Robert Boscawen

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Robert "Bob" Thomas Boscawen, MC, PC (17 March 1923 - 28 December 2013) was a British Conservative politician. He was the last member of the House of Commons to hold a Military Cross for action during the Second World War.[1]

Background and education[edit]

Robert Boscawen was the fourth son of Evelyn Hugh John Boscawen, eighth Viscount Falmouth, of Tregothnan, by his wife Mary (née Meynell, descended from the Earls of Halifax)[2] A member of a very old Cornish family, his ancestors included Prime Minister Charles Grey, 2nd Earl Grey, and Admiral Edward Boscawen, victor over the French at the Battle of Lagos.[1] Boscawen was educated at West Downs School and Eton College.

Military career[edit]

Too young to serve at the outbreak of the Second World War, Boscawen went to Trinity College, Cambridge, where he read mechanical science and took the special army engineering course. In 1941, he joined the Royal Engineers, but the following year was commissioned in the Coldstream Guards (with which members of his family had served since 1769, including his brothers George and Evelyn, who had been killed during the evacuation from Dunkirk) of the Guards Armoured Division and was sent to the cavalry wing of Sandhurst to train as a tank commander. In 1944, his was among the first tanks to enter Brussels and he was awarded the Military Cross in the battle to relieve Arnhem.[3]

In April 1945, during the last month of the war, he was very seriously wounded and sustained disfiguring burns when a shell pierced his tank. He was evacuated to Archibald McIndoe's pioneering “Guinea Pig Club” plastic surgery unit at Queen Victoria Hospital in East Grinstead, Sussex, spending much of the next three years in hospital.[1][3]

He is the author of Armoured Guardsmen, a book which follows the Coldstreamers through France, Belgium and Holland, in 1944/45.

Political career[edit]

Boscawen served during 1947 and 1948 in Hamburg, West Germany, with the British Red Cross civilian relief teams organised by his mother, Lady Falmouth, a vice-chairman of the Conservative Party. From 1948, he spent two years with Shell Petroleum as a management trainee before joining the family-owned Cornish china clay business, Goonveen, at Rostowrack. He became a Lloyd's underwriter in 1952.[1] Boscawen's party political career began in 1948 when he joined the Young Conservatives.[3]

Boscawen contested Falmouth and Camborne in elections in both 1964 and 1966, achieving a swing to the Conservatives but not enough to win, and was subsequently deselected because of his support for the right-wing Monday Club: local party activists thought his membership of the Club would harm his ability to appeal to a traditionally radical-leaning seat.[1] For thirteen years, from 1970 until 1983, he was the member for Wells and then, as the result of boundary changes, his constituency became Somerton and Frome, which he held for a further nine years, from 1983 to 1992.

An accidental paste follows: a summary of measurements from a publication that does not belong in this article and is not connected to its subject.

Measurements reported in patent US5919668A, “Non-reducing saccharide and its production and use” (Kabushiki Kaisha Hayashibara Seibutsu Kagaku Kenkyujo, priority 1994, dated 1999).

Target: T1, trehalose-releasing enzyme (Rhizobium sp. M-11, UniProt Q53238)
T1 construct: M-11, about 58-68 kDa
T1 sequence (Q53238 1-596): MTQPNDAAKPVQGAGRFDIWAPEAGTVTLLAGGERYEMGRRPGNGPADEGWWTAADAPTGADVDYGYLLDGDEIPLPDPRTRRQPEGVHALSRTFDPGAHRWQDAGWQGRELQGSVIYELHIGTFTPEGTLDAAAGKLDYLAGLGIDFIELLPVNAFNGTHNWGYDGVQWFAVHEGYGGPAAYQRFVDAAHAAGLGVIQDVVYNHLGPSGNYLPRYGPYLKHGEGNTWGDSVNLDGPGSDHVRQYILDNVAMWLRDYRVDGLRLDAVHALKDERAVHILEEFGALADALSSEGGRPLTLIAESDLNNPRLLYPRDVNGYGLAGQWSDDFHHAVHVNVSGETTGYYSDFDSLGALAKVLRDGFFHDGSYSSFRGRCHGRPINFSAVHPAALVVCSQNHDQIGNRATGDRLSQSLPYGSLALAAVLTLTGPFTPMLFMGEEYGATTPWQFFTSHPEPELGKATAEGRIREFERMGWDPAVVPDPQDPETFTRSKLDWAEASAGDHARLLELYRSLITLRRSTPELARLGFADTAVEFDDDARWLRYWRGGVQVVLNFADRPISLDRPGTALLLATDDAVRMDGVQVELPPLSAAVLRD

In Parliament, Boscawen was noted for his right-wing views. He supported the restoration of capital punishment and drastic cuts in the welfare state and student grants but opposed abortion. He also became a leading supporter of Ian Smith after Rhodesia's Unilateral Declaration of Independence. He voted against the imposition of sanctions in defiance of the Party Whip. He was also initially opposed to Britain's entry into the European Common Market but later tentatively supported it, warning opponents against using war memories to make decisions affecting future generations.[1]

Boscawen was interested in the National Health Service and sat on its London Executive Council from 1954 to 1965. Also, he was on the backbenchers' Health Services Committee and vice-chairman from 1974 to 1979.

He was scathing about attempts to raise MPs' pay in 1976 at a time of financial hardship for many, saying it "brought ignominy" on the whole House[1]

Boscawen served as an assistant whip from 1979, as a Lord Commissioner of the Treasury from 1981, and then Vice Chamberlain of Her Majesty's Household 1983-86 and finally Comptroller of the Royal Household until 1988. He became a member of the Privy Council in 1992, in the same year that he retired from the House of Commons.[1]

Personal life[edit]

Boscawen married Mary Codrington in 1949 and they had two daughters and one son, who followed him into the Coldstream Guards.[4] They lived at Ivythorm Manor in Street, Somerset. Boscawen was a rower and yachtsman. He stroked the Trinity boat and rowed in the University trial eights. He was a member of the Royal Yacht Squadron and regularly sailed in international races, including the Fastnet.[1] Boscawen died on the Isle of Wight on 28 December 2013.[5]

References[edit]

  1. ^ a b c d e f g h i "Robert Boscawen - obituary". Daily Telegraph. 7 January 2014. Retrieved 7 January 2014. 
  2. ^ http://peeragenews.blogspot.co.uk/2014/01/rt-hon-robert-boscawen-pc-1923-2013.html
  3. ^ a b c "Robert Boscawen, former MP for Wells and Somerton and Frome dies aged 90". Shepton Mallet Journal. 7 January 2014. Retrieved 9 January 2014. 
  4. ^ http://www.thepeerage.com/p5032.htm#i50315
  5. ^ "Hon Robert Boscawen Obituary", The Times, 8 January 2014 (subscription required)
  • Boscawen, Robert. Armoured Guardsmen: A War Diary, June 1944-April 1945. Barnsley, England: Pen & Sword, 2001.
  • Times Guide to the House of Commons 1987

External links[edit]

Political offices
Preceded by
Carol Mather
Vice-Chamberlain of the Household
1983–1986
Succeeded by
Tristan Garel-Jones
Preceded by
Carol Mather
Comptroller of the Household
1986-1988
Succeeded by
Tristan Garel-Jones
Parliament of the United Kingdom
Preceded by
Lynch Maydon
Member of Parliament for Wells
19701983
Succeeded by
David Heathcoat-Amory
New constituency Member of Parliament for Somerton and Frome
1983-1992
Succeeded by
Mark Robinson